Assimilating Into Corporate America
“Right, so for this particular ask, I need you to…”
For this ask? Ask. Was she trying to say task? No, I quite clearly heard ask. Shit, not paying attention —
“…and remember those items we caveated earlier.”
Caveat isn’t a verb. Is she using the right word? Does she know what she’s saying? Should I ask her to clarify? She’s looking at me for confirmation, shit, smile and nod! Nod! Yes. Caveats.
I’m three weeks into a new job and realizing that the biggest problem facing me is the fact that my supervisor speaks Corporatese and I’m stuck with the garden variety of English that I honed as an undergrad. I spent four-and-a-half years writing essays on major thematic events in A Passage to India and The Life and Opinions of Tristram Shandy, Gentleman. They didn’t tell me the “real world” doesn’t get hung up on usage of less versus fewer.
“We’d like to see these media deliverables WIP prepped by Friday,” read a syntactically confused client email I found in my inbox. Media deliverables, I realize, is another way to say stuff. This I can forgive, a bit, since the alternative phrasing “Hey, we need this stuff from you guys” seems a bit ineloquent between professionals. And yet, I had to wonder at the qualifier media. As we are a media agency, what else would we be delivering to you, client? Milk? And how much longer does it take to type out works in progress? Why do these people make language more complicated than necessary? Why must they pervert innocent words?
Since the Norman invasion sent Germanic speakers clashing into English speakers, swirling the two systems of communication around each other like vanilla-raspberry fro-yo, people have been trying to simplify it, knocking out noun declensions and superfluous tenses when their absence doesn’t affect comprehension, due mostly to the fact that we are all lazy little shits if we’re going to be completely honest. Alternatively, it’s because we strive for efficiency. But whatever the justification, Corporatese is clearly a boat paddling upstream, manned by business school grads using pie charts for navigation. It’s silly, you guys! Can’t we just all talk like people? You can express ideas perfectly well using the common vernacular!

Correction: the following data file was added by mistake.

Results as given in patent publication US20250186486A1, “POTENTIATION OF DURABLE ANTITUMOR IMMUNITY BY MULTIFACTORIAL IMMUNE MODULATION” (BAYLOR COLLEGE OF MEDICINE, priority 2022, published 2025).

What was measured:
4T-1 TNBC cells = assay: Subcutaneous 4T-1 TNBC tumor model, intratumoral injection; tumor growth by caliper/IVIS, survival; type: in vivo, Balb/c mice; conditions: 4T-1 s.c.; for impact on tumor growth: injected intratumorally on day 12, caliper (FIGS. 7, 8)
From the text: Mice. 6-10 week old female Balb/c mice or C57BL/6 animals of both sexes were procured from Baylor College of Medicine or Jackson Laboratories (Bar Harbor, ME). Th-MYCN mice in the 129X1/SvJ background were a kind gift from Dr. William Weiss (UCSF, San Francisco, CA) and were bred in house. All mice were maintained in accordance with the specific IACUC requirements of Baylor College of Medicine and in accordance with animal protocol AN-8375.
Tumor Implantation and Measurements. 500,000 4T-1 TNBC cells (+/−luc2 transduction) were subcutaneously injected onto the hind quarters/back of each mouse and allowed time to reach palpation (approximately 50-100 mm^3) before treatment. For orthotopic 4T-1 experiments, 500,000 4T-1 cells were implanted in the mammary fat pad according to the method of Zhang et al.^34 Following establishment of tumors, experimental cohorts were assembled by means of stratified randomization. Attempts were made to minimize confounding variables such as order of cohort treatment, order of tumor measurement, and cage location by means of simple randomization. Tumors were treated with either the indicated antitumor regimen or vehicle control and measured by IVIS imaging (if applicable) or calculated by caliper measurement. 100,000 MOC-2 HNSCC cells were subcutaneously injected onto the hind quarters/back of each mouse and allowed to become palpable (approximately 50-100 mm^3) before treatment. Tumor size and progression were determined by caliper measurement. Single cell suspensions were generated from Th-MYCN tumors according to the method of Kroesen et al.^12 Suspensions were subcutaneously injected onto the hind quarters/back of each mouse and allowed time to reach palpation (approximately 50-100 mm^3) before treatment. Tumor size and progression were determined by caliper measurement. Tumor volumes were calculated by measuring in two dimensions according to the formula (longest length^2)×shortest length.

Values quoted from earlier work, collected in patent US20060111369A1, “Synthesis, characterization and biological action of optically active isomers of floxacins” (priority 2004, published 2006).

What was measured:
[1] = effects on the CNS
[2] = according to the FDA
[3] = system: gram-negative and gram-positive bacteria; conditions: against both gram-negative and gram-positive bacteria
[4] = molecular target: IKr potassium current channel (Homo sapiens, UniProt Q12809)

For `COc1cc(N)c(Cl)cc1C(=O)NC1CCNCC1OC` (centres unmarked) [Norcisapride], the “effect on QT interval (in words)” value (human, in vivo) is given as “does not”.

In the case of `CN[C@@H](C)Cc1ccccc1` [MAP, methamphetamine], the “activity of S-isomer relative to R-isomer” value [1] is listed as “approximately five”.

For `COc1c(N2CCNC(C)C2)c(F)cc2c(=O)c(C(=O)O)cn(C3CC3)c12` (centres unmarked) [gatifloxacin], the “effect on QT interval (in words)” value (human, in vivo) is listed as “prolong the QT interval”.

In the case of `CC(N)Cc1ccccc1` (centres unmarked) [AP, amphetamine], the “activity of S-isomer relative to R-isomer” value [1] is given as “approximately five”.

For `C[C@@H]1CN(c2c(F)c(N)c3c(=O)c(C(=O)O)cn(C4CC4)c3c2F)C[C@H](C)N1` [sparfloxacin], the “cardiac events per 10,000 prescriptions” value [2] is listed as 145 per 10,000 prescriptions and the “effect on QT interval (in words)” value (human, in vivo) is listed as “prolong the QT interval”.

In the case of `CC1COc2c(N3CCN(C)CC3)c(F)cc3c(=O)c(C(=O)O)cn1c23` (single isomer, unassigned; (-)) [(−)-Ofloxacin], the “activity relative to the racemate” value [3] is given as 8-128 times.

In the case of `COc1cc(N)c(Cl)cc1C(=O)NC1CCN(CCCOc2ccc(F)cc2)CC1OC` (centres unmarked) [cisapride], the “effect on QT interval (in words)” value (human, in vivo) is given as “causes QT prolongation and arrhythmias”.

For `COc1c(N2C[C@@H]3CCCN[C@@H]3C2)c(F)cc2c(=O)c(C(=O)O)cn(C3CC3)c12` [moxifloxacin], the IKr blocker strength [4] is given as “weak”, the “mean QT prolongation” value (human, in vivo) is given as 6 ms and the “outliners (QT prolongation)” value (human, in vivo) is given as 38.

And so a part of my day has become simply decoding the misguided linguistic flourishes of my superiors. Together we align on agendas by hopping on conference calls, where we determine that we are tracking to receive our colleagues’ POV by COB next Tuesday so we can have the final reco next EOW.
We decide to circle back on a couple value-adds offline — assuming everyone has enough bandwidth — and move on with the intention to leverage our best practices as we talk next steps. Things dovetail with other things, as in carpentry, and media strategy can be described as an ecosystem, because of its clear metaphorical similarities to the Amazonian rainforest or a coral reef, maybe.
“Let’s rebucket those action items later in the deck,” someone said. In corporate America, it seems, one might read aloud a sentence composed by a blind parakeet randomly stabbing its beak at entries in a dictionary with enough casual confidence that one’s co-workers will dare not dispute it. “And we need to put another penstroke on those KPIs.” I have this grand theory that if everyone communicated better with one another, the world would be a nicer place. Corporate jargon gets in the way because it presents speakers an opportunity to sound intelligent — and, more importantly, to be heard by others sounding intelligent — without having to think too deeply about their goals and the direction they should be giving. It’s easier to spout overly pretentious canned phrases than think of something original to say on your own. But you sound like a dick.
On a go-forward basis, I must try to not be so personally offended each time I hear the word utilize where the simpler use would suffice. But when someone wants to explain where their head is at, I can’t stop myself from picturing it severed from their body, rolling around somewhere, both of us searching. Neither am I on board with taking the 10,000-foot view, mostly because I have little concept of distance over six feet.
Rowing the opposite direction is a good thing in the business world, right?
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